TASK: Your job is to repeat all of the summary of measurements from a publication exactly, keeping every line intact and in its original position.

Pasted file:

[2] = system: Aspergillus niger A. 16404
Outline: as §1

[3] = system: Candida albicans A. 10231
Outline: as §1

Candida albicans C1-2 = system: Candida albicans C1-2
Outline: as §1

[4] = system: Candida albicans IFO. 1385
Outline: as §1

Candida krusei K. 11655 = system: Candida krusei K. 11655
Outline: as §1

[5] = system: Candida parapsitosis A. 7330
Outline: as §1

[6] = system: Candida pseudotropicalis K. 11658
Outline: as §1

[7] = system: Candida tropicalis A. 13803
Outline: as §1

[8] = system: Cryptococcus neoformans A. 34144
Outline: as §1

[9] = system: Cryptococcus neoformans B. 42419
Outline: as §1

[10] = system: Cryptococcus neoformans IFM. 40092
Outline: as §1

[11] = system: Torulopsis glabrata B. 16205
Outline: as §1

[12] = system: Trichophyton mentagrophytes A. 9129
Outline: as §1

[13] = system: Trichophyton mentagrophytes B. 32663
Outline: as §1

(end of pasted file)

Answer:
[2] = system: Aspergillus niger A. 16404
Outline: as §1

[3] = system: Candida albicans A. 10231
Outline: as §1

Candida albicans C1-2 = system: Candida albicans C1-2
Outline: as §1

[4] = system: Candida albicans IFO. 1385
Outline: as §1

Candida krusei K. 11655 = system: Candida krusei K. 11655
Outline: as §1

[5] = system: Candida parapsitosis A. 7330
Outline: as §1

[6] = system: Candida pseudotropicalis K. 11658
Outline: as §1

[7] = system: Candida tropicalis A. 13803
Outline: as §1

[8] = system: Cryptococcus neoformans A. 34144
Outline: as §1

[9] = system: Cryptococcus neoformans B. 42419
Outline: as §1

[10] = system: Cryptococcus neoformans IFM. 40092
Outline: as §1

[11] = system: Torulopsis glabrata B. 16205
Outline: as §1

[12] = system: Trichophyton mentagrophytes A. 9129
Outline: as §1

[13] = system: Trichophyton mentagrophytes B. 32663
Outline: as §1